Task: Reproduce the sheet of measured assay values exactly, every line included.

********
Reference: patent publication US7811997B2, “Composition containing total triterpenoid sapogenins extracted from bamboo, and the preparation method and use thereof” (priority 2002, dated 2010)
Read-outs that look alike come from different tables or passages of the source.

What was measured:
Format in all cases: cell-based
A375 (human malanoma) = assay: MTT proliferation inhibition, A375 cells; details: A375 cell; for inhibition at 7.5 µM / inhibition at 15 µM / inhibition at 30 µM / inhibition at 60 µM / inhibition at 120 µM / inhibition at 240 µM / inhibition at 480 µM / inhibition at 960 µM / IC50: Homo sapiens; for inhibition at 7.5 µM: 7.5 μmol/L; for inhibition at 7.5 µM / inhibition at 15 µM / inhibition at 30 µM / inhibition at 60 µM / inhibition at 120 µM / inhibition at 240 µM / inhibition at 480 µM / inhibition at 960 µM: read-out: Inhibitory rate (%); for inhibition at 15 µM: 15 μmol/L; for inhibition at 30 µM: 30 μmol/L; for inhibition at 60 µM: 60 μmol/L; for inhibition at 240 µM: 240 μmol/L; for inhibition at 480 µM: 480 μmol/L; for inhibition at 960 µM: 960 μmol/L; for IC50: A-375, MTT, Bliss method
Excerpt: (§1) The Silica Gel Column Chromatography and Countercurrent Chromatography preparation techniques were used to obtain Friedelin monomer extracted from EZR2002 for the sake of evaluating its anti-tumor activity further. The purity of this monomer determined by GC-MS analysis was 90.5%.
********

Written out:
Reference: patent publication US7811997B2, “Composition containing total triterpenoid sapogenins extracted from bamboo, and the preparation method and use thereof” (priority 2002, dated 2010)
Read-outs that look alike come from different tables or passages of the source.

What was measured:
Format in all cases: cell-based
A375 (human malanoma) = assay: MTT proliferation inhibition, A375 cells; details: A375 cell; for inhibition at 7.5 µM / inhibition at 15 µM / inhibition at 30 µM / inhibition at 60 µM / inhibition at 120 µM / inhibition at 240 µM / inhibition at 480 µM / inhibition at 960 µM / IC50: Homo sapiens; for inhibition at 7.5 µM: 7.5 μmol/L; for inhibition at 7.5 µM / inhibition at 15 µM / inhibition at 30 µM / inhibition at 60 µM / inhibition at 120 µM / inhibition at 240 µM / inhibition at 480 µM / inhibition at 960 µM: read-out: Inhibitory rate (%); for inhibition at 15 µM: 15 μmol/L; for inhibition at 30 µM: 30 μmol/L; for inhibition at 60 µM: 60 μmol/L; for inhibition at 240 µM: 240 μmol/L; for inhibition at 480 µM: 480 μmol/L; for inhibition at 960 µM: 960 μmol/L; for IC50: A-375, MTT, Bliss method
Excerpt: (§1) The Silica Gel Column Chromatography and Countercurrent Chromatography preparation techniques were used to obtain Friedelin monomer extracted from EZR2002 for the sake of evaluating its anti-tumor activity further. The purity of this monomer determined by GC-MS analysis was 90.5%.